Black thinkers from Olaudah Equiano to Christina Sharpe have observed that the birth of blacknesses can’t be severed from the Atlantic and Indian Oceans. We, following Sharpe, are in the wake of the slave ships: The Amistad, The White Lion, Serpente do Mar, Postillion. Postillion left London on 7 February 1704 and arrived in Gambia on 3 March. A hundred slaves were purchased. Sometime during the ship’s passage to Virginia, Captain John Tozer supplied a “drum and a banisou” for the captives in the hold. This was a common practice, as many slavers believed that having musical instruments on board provided relief for the captives. One day Captain Tozer and his crew were performing their normal duties on the main deck, while down below the Africans played the instruments loudly. The crew listened. As the Africans played, they used their music to drown out the sound of their breaking shackles. Several rose from the hold, attacked the crew, and injured seven members. 26

For the speaker in Walcott’s poem, water has one tense. For Toni Morrison, it has “a perfect memory.” She writes:

You know, they straightened out the Mississippi River in places, to make room for houses and livable acreage. Occasionally the river floods these places. ‘Floods’ is the word they use, but in fact it is not flooding; it is remembering. Remembering where it used to be. All water has a perfect memory and is forever trying to get back to where it was. 27

Is dysfluency a form of perfect memory? Is the stream of my “dysfluent” speech remembering where it used to be? Are my glottal blocks floods? What if fluency is like the straightening of the Mississippi, severing orality from a prior fullness?

But in addition to conceiving of speech as water, I too borrow a thought from Glissant: “Je bâtis a roches mon langage.” 28 I build my language with rocks. So not just dysfluent, but lapidary, like boulders, discontinuous, unwieldy, 29 breakable. When I visited Le Thoronet Abbey a few years ago, I saw the place as an image of my stutter: the continuity of water (the cloister fountain, the Tombareu), the discontinuity of stone, and the prayers, chants, and songs through which the monks tried to marry the two. They called us “river folk” cuz we met on the bank of the Potomac at night and sang across to the slaves in Virginia. 30 I cut my tongue on the cut garnet—River folk not just because we waded in the water. Not just because when Tubman sang “Moses go down in Egypt, / Till ole Pharo’ let me go; / Hadn’t been for Adam’s fall, / Shouldn’t hab to die at all,” that meant whites were nearby and we needed to stay hidden behind the trees. Not just because Moses’ name means “to pull out of the water,” when Moses Moses and Moses and when Moses Moses when Moses went Moses and Moses went up Moses Moses, not just because each one of us was Moses, not just because she was the Moses, not just because Moses had a speech impediment, but because of what historian John Spencer Bassett wrote about us:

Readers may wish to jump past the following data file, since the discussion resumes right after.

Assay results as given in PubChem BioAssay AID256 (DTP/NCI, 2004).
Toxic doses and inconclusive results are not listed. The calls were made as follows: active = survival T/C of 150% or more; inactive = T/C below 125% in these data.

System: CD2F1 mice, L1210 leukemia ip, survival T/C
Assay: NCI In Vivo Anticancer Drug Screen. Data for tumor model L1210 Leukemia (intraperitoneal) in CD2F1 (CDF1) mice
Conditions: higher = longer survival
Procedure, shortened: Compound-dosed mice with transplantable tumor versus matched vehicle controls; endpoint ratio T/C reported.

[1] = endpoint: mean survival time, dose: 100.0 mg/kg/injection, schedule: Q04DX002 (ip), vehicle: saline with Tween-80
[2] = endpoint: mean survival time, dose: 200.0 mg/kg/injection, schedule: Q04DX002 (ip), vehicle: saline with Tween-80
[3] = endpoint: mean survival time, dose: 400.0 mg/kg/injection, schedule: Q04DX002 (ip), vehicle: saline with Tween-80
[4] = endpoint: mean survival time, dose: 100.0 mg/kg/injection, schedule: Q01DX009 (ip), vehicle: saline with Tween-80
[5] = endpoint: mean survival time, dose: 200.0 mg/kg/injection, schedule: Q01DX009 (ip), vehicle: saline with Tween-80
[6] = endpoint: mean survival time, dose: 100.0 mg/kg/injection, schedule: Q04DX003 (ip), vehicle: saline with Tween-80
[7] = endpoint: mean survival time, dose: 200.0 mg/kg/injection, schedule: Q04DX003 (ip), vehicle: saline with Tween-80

About the beginning of this century when the large Collins plantation on Lake Phelps, Washington County, was being cleared, a number of negroes just from Africa were put on the work. One of the features of the improvement was the digging of a canal. Many of the Africans succumbed under this work. When they were disabled they would be left by the bank of the canal, and the next morning the returning gang would find them dead. They were kept at night in cabins on the shore of the lake. At night they would begin to sing their native songs, and in a short while would become so wrought up that, utterly oblivious to the danger involved, they would grasp their bundles of personal effects, swing them on their shoulders, and setting their faces towards Africa, would march down into the water singing as they marched till recalled to their senses only by the drowning of some of the party. The owners lost a number of them in this way, and finally had to stop the evening singing. 31